Help other customers find the most helpful reviews 
Was this review helpful to you? Yes No


5 of 8 people found the following review helpful
3.0 out of 5 stars A very odd collection indeed, 8 Oct. 2010
By 
This review is from: Face to Face: Polar Portraits (Hardcover)
Whilst only really being able to speak for myself, I still feel inclined to start off by saying "I am sure I am not the only person who...." So here goes:

I am sure I am not the only person who when they saw the cover of this book, made an assumption. An assumption that went along the lines of: This book contains photos of Polar Explorers from the early part of the 20th century photographed in black and white. The heroes, like Scott, Shackelton, Crean (the obvious shot of him with hat and pipe, and those eyes....). " And then of course you have to modify your expectations and include people from other countries (!) Amundsen and Nansen of course. And other eras maybe - Sir Ranulph Fiennes perhaps.... And Sir John Franklin from a previous era. OK - we'll allow them in gladly.

So how would you feel about equal space in this book being taken up by.... (and here I open the book at random) a colour shot of Ken Mantel taken in 2008. Who? Well Ken it transpires founded an Inuit Art Gallery in the UK. A fine looking chap in a rather mediocre photo, and doubtless doing very worthwhile work. But he is not really in the same league, is he? Neither is Jane Nedzhipova, who we learn doesn't want to be an explorer at all. She sells popcorn in North London, hasn't been further north than Birmingham, and wears a parka style anorak in the shot (you see, there is a link!). I am not making this up. I'm sure she is lots of fun, but she is not really a polar explorer, in any shape or form.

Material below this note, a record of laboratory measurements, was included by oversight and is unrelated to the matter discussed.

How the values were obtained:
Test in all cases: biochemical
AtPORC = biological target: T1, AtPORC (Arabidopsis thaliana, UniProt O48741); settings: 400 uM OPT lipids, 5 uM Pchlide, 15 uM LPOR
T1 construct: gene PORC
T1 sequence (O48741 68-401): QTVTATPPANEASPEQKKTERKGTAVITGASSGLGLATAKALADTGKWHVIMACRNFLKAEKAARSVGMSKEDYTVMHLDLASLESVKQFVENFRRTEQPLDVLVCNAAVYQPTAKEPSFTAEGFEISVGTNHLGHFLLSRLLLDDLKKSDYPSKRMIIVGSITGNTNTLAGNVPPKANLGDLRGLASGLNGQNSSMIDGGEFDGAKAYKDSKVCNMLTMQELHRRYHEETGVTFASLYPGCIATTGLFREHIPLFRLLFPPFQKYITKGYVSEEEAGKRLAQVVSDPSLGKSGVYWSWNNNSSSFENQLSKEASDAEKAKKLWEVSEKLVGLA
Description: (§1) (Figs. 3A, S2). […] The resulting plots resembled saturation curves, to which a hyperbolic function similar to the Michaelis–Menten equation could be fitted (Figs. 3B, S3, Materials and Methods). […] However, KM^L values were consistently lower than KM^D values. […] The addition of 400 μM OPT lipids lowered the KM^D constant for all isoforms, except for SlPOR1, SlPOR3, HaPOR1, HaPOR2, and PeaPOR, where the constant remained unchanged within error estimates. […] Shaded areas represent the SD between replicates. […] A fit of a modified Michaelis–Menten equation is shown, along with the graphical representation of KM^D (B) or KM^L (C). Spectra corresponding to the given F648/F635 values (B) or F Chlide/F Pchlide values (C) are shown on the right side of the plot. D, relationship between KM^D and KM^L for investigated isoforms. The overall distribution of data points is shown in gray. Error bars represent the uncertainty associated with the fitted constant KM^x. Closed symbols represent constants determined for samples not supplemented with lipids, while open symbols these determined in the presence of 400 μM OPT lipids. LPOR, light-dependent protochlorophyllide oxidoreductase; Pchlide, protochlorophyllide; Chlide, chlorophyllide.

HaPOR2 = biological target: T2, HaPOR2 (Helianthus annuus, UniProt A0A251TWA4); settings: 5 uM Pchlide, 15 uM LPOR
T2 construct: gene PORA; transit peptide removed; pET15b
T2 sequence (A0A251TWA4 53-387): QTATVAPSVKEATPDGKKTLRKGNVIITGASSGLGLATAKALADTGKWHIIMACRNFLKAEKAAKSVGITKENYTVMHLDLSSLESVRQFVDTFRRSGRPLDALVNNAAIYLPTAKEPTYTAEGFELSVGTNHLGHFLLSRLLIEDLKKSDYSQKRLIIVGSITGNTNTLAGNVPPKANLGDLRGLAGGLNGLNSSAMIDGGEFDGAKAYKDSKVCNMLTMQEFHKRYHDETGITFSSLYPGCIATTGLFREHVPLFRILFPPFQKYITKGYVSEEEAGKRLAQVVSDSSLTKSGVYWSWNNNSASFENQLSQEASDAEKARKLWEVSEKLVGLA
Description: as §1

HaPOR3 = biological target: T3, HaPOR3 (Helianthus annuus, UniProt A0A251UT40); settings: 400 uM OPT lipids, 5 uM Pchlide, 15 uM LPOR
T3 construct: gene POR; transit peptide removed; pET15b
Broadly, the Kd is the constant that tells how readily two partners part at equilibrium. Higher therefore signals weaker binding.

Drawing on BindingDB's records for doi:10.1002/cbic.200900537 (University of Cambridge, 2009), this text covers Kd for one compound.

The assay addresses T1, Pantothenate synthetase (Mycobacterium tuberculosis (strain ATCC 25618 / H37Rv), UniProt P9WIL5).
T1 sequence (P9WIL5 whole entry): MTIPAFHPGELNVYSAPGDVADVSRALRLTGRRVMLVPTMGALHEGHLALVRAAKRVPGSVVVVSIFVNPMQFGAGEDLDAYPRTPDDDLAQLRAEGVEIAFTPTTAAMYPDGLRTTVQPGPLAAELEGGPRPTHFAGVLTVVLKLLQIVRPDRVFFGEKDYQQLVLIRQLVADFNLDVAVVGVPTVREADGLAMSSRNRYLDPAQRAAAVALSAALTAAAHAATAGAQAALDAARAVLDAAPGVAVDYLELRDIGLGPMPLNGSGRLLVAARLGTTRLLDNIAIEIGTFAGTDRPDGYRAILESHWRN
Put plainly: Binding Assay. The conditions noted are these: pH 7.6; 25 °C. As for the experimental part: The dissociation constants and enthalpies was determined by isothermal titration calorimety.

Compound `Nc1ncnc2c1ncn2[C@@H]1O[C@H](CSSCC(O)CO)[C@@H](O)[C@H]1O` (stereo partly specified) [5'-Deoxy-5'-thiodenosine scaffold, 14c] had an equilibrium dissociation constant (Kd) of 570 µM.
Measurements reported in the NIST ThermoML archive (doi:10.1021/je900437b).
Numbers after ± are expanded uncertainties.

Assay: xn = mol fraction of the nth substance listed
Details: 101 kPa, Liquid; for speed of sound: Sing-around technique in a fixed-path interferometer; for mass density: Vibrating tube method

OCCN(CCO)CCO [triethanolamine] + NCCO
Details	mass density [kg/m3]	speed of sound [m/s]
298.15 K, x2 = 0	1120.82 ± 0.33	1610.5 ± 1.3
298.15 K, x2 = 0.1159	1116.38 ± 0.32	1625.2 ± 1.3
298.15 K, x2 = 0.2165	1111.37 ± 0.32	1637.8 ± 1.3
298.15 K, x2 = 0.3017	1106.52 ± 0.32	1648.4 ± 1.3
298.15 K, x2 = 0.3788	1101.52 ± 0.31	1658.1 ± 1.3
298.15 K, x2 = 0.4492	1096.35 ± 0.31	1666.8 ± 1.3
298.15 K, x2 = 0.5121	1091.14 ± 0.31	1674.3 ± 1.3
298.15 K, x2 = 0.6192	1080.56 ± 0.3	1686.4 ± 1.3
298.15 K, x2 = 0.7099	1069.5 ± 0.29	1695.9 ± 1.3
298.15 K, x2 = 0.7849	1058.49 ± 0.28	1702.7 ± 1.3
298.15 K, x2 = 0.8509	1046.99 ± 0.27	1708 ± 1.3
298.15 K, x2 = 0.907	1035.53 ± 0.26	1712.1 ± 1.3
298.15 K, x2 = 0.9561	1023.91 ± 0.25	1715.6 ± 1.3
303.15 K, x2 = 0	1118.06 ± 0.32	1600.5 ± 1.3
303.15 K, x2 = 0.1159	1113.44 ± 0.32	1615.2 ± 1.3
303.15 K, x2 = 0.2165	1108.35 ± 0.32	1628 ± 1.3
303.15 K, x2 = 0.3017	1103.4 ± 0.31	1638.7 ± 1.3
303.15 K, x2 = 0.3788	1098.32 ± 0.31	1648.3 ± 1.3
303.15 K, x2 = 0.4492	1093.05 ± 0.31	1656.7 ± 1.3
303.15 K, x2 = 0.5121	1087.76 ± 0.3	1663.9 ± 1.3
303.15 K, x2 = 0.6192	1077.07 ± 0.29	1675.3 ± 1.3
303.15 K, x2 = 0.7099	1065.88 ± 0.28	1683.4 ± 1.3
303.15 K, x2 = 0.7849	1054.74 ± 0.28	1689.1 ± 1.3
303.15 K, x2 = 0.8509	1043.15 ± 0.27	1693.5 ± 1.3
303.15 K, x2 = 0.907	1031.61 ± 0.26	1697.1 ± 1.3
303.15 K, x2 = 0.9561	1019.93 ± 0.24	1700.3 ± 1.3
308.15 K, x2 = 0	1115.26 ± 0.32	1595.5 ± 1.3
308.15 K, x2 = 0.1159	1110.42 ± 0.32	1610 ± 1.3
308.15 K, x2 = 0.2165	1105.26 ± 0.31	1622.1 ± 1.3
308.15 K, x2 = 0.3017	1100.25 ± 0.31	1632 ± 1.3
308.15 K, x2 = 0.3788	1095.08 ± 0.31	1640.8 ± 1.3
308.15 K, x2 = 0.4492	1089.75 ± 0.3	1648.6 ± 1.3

I would suggest that based on my original expectations (and yours?), about half of the portraits here are irrelevant. In their place could be images of other classic polar explorers, Otto Sverdrup (captain of Nansen's boat Fram) could get in, for example. And what about Douglas Mawson (just about the most frightening Antarctic story of them all)? As in any collection, nobody would agree to every choice, but this collection has many obvious omissions, and numerous inclusions of complete unknowns.

That all said, it is a nicely produced book, good quality images, and the words balance the images well, though I confess to not yet having read them all. I would be interested to know if others felt the same about the mix of portraits.
Help other customers find the most helpful reviews 
Was this review helpful to you? Yes No


Most Helpful First | Newest First

This product

Face to Face: Polar Portraits
Face to Face: Polar Portraits by Hugh Brody (Contributor) (Hardcover - 5 Oct. 2009)
£28.53
In stock
Add to basket Add to wishlist
Only search this product's reviews